Here we are. Another weekend of no NHL. Again.
And it feels like forever!
Yet, it hasn’t really been that long for the real negotiations. Don’t look back to June, July or August, when the NHLPA was bobbing and weaving like a prize fighter or the NHL was embarrassing itself with a 43 per cent offer.
You can’t even look to Sept. 15, the day the collective bargaining agreement of 2005 actually expired. The negotiations couldn’t really be recognized through the haze of rhetoric and posturing.
In fact, you only have to go back 30 days, to mid-October. Gary Bettman and Bill Daly arrived on the NHLPA’s doorstep one Friday with the belief that the union had an offer to make, only to find out once again that Donald Fehr wasn’t prepared to make an offer just yet. Fast forward five days, the NHL returned to Toronto with a new offer that was quickly rebuked and replaced with three concepts including the fame "50-50 make whole" concept that wasn’t even on paper. That was Oct. 18.
Since then, we have had a whole lot of … nothing.
Oh, sure there were secret meetings in Chicago between Bill Daly and Steve Fehr. That was followed by four days of meetings at an undisclosed location in New York City that quickly became disclosed. Maybe there was movement on revenue sharing, and certainly the NHL offered $211 million over the first three years of the agreement to make contracted players "whole," but by week’s end nerves were frayed, frustration was growing and frankly little was being accomplished.
And then there were the events of this past week:
- Tuesday’s conversation between Fehr and Bettman, when the two-week moratorium was first introduced.
- Thursday’s memo from the members of the NHL negotiating committee (Murray Edwards, Jeremy Jacobs, Craig Leipold, Ted Leonsis) outlining the frustrations of negotiating against Fehr and supporting the tactics of Bettman and Daly.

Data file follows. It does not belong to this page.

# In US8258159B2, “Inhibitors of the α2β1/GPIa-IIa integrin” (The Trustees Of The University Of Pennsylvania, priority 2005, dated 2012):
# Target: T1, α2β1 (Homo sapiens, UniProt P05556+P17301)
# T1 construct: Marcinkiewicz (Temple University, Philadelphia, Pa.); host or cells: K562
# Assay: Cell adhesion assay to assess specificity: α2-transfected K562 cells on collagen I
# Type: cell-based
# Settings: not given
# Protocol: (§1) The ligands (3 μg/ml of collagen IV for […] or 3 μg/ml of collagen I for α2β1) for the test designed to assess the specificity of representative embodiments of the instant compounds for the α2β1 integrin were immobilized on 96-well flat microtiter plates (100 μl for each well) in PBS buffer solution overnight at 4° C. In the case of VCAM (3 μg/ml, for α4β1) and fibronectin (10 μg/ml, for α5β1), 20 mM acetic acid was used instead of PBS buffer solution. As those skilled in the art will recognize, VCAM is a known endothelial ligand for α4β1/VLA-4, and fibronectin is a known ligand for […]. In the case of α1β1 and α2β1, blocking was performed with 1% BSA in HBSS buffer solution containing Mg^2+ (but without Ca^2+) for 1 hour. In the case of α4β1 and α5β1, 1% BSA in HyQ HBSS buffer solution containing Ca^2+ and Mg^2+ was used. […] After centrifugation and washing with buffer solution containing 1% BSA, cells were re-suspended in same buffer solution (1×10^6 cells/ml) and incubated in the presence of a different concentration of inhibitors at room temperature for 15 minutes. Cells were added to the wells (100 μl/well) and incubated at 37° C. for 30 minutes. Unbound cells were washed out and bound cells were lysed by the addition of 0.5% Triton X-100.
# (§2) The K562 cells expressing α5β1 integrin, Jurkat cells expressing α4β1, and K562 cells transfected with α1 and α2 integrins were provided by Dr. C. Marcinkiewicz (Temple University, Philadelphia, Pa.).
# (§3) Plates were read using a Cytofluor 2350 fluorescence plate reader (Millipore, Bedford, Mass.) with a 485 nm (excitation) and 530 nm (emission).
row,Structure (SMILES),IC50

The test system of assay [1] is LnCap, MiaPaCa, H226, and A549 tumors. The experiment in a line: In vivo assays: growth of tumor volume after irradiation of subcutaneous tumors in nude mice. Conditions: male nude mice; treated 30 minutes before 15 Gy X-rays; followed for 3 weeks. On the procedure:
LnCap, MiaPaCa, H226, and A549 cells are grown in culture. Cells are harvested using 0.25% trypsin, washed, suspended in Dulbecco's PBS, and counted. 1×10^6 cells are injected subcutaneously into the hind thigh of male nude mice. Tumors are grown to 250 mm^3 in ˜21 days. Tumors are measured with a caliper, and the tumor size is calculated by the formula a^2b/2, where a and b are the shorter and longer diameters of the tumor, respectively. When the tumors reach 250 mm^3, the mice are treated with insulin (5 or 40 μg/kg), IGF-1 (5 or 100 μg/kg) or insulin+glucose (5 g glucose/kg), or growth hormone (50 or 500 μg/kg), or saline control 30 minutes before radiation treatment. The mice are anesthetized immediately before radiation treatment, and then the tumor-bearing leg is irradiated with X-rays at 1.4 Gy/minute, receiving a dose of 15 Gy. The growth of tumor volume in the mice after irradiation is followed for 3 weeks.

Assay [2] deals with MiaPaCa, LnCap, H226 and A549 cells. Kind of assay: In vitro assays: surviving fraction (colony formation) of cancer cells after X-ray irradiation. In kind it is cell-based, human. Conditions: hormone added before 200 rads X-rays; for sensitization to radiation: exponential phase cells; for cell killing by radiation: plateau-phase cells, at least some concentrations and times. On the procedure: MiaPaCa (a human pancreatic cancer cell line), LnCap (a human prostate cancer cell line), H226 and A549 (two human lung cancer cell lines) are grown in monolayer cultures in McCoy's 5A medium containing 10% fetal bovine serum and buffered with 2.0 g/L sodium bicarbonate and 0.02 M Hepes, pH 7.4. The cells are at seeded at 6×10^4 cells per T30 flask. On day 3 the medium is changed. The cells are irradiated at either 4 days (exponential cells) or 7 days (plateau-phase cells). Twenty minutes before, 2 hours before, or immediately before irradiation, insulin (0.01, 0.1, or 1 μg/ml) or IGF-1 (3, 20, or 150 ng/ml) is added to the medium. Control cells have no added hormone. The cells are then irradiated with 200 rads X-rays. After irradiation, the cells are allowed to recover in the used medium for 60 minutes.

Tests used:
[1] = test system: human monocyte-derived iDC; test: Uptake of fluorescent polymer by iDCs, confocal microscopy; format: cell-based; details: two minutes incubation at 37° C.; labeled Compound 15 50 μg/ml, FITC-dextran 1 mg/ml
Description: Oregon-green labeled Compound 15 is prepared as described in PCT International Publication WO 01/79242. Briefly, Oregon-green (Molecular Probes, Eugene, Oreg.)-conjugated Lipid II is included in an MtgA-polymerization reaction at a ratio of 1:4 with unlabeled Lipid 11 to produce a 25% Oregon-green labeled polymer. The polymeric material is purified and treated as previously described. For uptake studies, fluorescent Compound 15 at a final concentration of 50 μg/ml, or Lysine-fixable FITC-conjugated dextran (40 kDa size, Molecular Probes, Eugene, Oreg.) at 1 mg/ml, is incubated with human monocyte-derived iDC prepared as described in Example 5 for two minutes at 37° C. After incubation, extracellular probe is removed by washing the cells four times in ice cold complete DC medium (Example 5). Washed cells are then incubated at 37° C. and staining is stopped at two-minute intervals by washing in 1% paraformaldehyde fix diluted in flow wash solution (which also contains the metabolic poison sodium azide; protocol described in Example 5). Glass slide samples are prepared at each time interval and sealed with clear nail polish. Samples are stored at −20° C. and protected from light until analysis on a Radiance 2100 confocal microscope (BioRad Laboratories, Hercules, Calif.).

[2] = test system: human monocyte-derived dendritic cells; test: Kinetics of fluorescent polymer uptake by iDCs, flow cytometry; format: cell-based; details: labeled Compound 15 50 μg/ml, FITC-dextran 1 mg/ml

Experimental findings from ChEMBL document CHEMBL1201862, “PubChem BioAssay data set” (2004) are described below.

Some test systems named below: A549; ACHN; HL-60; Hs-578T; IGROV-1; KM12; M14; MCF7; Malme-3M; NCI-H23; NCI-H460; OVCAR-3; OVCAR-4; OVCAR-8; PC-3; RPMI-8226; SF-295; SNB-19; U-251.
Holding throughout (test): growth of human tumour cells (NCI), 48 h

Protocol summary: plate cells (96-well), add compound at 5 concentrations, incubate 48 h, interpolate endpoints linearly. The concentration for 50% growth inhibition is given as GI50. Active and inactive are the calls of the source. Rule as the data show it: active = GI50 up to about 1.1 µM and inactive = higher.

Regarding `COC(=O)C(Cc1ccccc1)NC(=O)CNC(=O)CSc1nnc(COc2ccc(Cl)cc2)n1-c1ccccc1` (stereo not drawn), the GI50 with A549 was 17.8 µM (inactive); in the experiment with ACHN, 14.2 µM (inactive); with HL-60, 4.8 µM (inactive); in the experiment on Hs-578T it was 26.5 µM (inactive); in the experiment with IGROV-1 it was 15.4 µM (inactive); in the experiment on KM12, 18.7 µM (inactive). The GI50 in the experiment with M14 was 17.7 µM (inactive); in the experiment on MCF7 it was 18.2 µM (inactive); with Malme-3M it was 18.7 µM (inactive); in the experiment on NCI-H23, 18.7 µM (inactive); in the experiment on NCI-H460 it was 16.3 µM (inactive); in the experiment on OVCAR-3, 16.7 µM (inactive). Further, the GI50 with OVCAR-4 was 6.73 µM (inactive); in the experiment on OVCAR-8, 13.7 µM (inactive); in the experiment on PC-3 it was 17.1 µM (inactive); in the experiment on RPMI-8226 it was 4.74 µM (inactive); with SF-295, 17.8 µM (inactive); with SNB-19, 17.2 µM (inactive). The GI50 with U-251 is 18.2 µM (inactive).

- Saturday’s story out of Philadelphia that Ed Snider was shifting his allegiance from Bettman, that Mr. Snider vehemently denied.
All tasty morsels, but hardly good, quality bargaining
And really, that gets us to this point. And hours until the NHLPA and the NHL go head-to-head in New York City … again.
For the past few months, I have been the most optimistic of the spectators around these CBA negotiations. Perhaps it’s a classic case of a little knowledge is a dangerous thing. Or maybe its naïveté. I tend to think it’s my common sense that says no two groups could drive a great sport like hockey, a growing business like the NHL, into the abyss.
All of the above or none of the above, it certainly is hard to understand. But it’s not hard to understand that the once $3.3-billion business is nowhere near that any more. Maybe, with a quick resolution we might have a $2.8-billion business to split between the players and the owners. I hope it’s that much.
The expectation for Monday’s talk cannot be very good. There is nothing to indicate that either side has had an epiphany. I have been told the NHL has made its final offer. And despite claims by the Players’ Association, that the two sides are actually closer than most realize, it’s hard to imagine an agreement with the league gaining so much on the issues of contracting (length of contracts, salary variance, free agency, entry-level system and arbitration) is possible. I certainly can’t imagine the Fehr brothers caving now after losing more than 300 games of the schedule.
So it’s with that in mind, I have little optimism for Monday. And trust me, I would like to be wrong. It would be a great relief to see some real progress in the days to come. Perhaps a 60-game schedule that starts on Dec. 15 is the one thing that can save the sport from itself.
Is there a deal to be made? For sure. I just don’t want to get anyone’s hopes up that the NHL and the PA are close to making a deal. That just is not the case.
And I don’t want to go through too many more days, weeks, months of rhetoric and posturing.